Just in time for Mother’s Day, along comes a movie that produces one of the more bizarre odes to motherhood and female companionship I’ve ever seen on film. Silent Hill, based on the popular series of video games (though you really can’t tell it was based on a game), has entered theatres with a compelling, disturbing look at the bonds between women.
Without giving too much away, the movie centers on a young girl’s disturbing dreams. Her father doesn’t really know what to do, so her mother decides to take her away to a town that she keeps mentioning in her sleep, a town called Silent Hill. When they reach the town, the girl disappears, and the mother enters a surreal, phantasmagorical world full of mysterious clues and malevolent entities. She is assisted in her quest to find her daughter by an attractive female cop dressed totally in tight leather. A twist of curdled religion is thrown in to bring things to a full boil and together the two women piece together the disturbing story of the damned town.
The first version of the script was turned down by the studio because there were no real male characters. Once it was rewritten with the husband character, the script was accepted. The few males in the film, from the husband to a sketchy detective, are obviously there as an afterthought. They are always behind the curve that the women set; they fumble around, utterly helpless in the big picture.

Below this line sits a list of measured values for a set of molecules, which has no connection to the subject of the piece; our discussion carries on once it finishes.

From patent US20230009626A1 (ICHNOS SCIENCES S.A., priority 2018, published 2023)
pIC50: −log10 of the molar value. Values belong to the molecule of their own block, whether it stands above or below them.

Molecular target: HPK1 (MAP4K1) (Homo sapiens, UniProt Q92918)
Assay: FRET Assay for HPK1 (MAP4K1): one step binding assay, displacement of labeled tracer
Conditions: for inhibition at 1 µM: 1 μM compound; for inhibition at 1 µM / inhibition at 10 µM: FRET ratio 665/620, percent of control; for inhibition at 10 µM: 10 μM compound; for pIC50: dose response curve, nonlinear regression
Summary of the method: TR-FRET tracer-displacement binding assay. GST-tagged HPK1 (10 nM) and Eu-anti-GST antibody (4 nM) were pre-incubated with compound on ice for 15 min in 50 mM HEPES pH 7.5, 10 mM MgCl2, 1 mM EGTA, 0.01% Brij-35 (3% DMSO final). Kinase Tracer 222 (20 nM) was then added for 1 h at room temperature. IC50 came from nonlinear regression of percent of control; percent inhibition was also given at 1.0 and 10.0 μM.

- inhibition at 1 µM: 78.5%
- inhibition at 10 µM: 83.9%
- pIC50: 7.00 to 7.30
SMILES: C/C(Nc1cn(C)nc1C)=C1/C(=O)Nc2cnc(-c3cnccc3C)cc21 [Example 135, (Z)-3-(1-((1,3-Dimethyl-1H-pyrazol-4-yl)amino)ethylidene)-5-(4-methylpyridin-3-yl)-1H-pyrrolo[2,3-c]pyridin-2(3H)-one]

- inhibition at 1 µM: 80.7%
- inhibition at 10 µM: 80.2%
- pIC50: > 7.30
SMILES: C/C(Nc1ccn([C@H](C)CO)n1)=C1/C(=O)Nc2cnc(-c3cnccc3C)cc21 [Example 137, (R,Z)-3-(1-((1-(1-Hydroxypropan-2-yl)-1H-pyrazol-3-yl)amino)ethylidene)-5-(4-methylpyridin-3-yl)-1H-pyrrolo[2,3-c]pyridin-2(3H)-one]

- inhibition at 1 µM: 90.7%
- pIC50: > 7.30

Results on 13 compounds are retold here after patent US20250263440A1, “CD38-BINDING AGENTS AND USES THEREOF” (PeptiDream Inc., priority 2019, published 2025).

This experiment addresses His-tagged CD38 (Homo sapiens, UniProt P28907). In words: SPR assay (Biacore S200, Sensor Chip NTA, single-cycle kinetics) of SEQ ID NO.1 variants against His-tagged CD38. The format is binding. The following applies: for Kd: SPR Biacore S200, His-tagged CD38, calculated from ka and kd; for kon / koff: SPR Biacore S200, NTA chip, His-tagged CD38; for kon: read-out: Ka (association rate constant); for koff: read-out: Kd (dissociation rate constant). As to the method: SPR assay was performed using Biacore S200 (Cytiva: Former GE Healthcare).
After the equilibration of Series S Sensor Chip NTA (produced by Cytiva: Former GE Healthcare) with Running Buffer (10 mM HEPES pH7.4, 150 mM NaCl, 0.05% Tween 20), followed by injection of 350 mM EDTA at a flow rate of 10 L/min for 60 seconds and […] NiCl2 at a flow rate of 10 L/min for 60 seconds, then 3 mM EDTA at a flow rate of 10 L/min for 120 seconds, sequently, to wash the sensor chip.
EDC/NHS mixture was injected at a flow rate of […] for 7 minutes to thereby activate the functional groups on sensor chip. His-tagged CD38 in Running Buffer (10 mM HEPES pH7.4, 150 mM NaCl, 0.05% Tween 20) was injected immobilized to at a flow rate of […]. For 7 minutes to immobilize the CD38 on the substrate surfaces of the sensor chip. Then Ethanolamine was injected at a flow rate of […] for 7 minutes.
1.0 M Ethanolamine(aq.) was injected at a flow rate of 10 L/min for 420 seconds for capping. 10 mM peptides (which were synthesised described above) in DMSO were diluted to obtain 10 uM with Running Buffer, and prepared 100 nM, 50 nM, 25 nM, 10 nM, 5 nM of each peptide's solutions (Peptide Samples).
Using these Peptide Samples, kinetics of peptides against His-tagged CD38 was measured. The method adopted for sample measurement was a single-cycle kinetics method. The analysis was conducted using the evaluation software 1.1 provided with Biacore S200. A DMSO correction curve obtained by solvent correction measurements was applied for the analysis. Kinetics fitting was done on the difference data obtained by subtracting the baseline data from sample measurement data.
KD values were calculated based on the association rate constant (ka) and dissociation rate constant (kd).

I was surprised at the lesbian subtext in the film. The relationship between the mother and the cop can easily be read to include more feelings than are explicitly described. More than a weird Sapphic fantasy, however, the film is also a contemplation on female rage. From the whacked-out religious convictions of the town’s matriarch to the confined fury of a small girl treated horribly, the movie is more of a psychological thriller than a real horror film.
The female leads, none of which are (yet) famous, are all quite good, even though the script does hand them the occasional clunker line and veers a little close to melodrama at times. The special effects are seamless, and the story is intelligent and much richer than is usually to be expected from movies released this close to the summer.
The violence increases as the movie progresses, and some genuinely disturbing images and characters appear. This is not a film for people with weak sensibilities. At the same time, it is not for people who just want a bloody horror film, because the grotesque sequences are always secondary to the story itself, which is developed much more than in your usual splatterfest.
Silent Hill is sure to get mixed reviews and is unlikely to please all audiences. Nonetheless, it is a smart, compelling story that will alternately fascinate and freak out those viewers who like to explore the conflicted world of the feminine mystique.

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